Vous êtes sur la page 1sur 29

GOVERNMENT

HONORS:
CHAPTER 4
The Legislative Branch

Section 1: National Legislature


Overview
The founders designed a system to keep
legislature power in check through both
the checks and balance system and
federalism

Section 1: National Legislature


Overview
5 Major Roles of Congressperson:
Legislator
Representative of their constituents
Committee members
Servants of their constituents
Politicians

Section 1: National Legislature


Overview
4 Voting Options of a Congressperson:
Delegates- agents of the people who elected them
May contradict their own personal views

Trustees- each question must be decided on its merit


Conscience and judgment

Partisans- owe their allegiance to their political party


Politicos- Combination and some sort of balance of
the three

Section 1: National Legislature


Overview
Bills- proposed laws
Have to be screened by a committee
Committees then decide which will move on to floor
consideration- be considered and acted upon by the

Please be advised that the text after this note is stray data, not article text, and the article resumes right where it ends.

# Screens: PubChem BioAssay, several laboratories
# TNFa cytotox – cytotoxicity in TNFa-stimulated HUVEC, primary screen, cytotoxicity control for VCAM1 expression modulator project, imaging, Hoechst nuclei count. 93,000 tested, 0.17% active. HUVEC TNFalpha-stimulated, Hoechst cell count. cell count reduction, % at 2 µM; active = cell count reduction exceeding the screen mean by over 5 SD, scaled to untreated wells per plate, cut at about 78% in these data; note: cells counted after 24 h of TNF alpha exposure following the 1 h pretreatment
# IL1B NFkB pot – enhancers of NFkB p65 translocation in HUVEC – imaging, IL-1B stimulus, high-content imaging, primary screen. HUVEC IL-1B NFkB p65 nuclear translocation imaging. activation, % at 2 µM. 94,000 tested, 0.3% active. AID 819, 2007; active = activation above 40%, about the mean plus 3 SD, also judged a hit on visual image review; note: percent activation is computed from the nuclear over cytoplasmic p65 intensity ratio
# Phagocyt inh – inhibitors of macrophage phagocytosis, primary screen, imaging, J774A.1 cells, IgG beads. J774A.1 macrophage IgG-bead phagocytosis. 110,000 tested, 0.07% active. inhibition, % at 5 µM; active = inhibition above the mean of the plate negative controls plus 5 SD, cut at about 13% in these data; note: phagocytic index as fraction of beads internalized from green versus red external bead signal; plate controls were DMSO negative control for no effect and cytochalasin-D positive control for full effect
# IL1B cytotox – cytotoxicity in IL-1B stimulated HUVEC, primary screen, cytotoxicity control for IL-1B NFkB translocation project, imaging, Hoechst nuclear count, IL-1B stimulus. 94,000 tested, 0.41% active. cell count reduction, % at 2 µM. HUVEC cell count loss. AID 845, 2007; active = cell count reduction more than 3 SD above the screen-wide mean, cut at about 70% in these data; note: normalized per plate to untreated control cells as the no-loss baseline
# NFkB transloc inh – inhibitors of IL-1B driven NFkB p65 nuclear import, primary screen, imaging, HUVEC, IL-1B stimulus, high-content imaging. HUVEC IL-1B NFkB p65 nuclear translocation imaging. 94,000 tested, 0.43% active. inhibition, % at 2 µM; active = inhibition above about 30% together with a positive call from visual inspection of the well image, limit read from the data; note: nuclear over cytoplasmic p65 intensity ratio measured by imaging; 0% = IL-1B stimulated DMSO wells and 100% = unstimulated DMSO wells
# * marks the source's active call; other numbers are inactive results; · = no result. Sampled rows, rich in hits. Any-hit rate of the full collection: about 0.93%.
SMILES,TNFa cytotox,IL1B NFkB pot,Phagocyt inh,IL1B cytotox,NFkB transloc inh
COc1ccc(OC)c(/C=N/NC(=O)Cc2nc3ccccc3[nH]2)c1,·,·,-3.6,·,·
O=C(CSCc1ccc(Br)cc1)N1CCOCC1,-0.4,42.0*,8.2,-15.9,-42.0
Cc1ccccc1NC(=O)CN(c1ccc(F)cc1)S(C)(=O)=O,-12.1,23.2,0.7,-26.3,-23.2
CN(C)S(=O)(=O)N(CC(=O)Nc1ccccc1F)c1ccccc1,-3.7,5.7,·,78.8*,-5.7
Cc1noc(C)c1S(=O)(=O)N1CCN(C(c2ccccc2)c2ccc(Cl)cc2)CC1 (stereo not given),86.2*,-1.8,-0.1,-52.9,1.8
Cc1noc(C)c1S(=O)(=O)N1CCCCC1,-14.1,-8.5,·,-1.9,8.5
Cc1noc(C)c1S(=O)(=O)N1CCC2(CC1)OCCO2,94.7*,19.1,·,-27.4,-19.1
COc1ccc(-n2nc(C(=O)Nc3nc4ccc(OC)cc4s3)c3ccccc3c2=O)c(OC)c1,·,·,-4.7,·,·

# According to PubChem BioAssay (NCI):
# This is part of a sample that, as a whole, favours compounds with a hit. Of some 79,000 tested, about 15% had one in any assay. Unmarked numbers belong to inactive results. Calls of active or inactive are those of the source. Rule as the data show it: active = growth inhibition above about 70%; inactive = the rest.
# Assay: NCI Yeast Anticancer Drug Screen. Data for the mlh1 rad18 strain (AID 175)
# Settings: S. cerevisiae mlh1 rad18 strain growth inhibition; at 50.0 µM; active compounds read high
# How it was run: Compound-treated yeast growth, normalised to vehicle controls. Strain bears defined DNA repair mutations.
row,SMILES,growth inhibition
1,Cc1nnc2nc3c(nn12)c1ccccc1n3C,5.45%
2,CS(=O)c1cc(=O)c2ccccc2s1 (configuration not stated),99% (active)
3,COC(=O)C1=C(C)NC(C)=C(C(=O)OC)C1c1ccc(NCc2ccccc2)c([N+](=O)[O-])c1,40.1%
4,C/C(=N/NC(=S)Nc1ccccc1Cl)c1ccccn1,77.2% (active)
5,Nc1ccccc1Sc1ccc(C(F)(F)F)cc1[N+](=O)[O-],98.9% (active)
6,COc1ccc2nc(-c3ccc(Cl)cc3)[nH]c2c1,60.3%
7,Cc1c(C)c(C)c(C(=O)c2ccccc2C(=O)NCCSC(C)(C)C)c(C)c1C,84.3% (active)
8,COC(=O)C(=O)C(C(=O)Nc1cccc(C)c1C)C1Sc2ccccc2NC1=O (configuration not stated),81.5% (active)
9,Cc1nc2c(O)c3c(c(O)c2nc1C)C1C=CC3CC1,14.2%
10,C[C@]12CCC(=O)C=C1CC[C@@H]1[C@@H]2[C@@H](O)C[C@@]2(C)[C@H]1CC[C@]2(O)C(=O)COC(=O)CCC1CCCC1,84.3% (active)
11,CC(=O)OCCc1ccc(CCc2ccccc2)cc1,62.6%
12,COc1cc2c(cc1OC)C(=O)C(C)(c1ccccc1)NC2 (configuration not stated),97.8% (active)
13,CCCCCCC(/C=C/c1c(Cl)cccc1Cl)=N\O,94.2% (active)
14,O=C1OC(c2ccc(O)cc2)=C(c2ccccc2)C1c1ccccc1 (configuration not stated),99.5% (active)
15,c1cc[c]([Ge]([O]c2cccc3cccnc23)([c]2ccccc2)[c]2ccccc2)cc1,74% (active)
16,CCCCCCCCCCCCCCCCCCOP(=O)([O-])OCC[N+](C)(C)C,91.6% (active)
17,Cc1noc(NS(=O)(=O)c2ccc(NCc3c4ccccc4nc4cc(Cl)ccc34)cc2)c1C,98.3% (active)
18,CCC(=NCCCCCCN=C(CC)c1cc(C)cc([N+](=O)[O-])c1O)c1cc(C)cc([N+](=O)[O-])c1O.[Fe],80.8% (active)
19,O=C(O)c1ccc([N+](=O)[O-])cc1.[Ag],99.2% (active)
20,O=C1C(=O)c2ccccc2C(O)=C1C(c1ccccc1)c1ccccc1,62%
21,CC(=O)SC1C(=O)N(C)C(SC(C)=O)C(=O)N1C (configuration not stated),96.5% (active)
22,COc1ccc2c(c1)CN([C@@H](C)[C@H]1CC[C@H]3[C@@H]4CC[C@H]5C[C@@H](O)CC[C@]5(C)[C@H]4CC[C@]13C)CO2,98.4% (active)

full membership of the house or senate
Oversight function- process by which Congress,
through its committees, checks to see that the
executive branch agencies are carrying out the policies
that Congress has set

Section 1: National Legislature


Overview
Congress meets for 2 year terms
20th Amendment changed the start date for those
terms in 1933
March 4th to the 3rd day of January
1 session each year- 2 per term
Session- period of time which Congress assembles
and conducts business
Recess- temporarily suspends business

Section 1: National Legislature


Overview
Only the President may call a special
session
Called much less now that Congress meets
more often

Section 1: National Legislature


Overview
Congress is in charge of their own pay
Modified by the 27th Amendment
No increase can take effect until the next
congressional election
$174,000

Section 1: National Legislature


Overview
Congress also receives:
Tax deductions
Travel allowances
Healthcare
Retirement plan
Free office
Funds for staff members
Franking privileges- free mail for business

Section 2: The Two Houses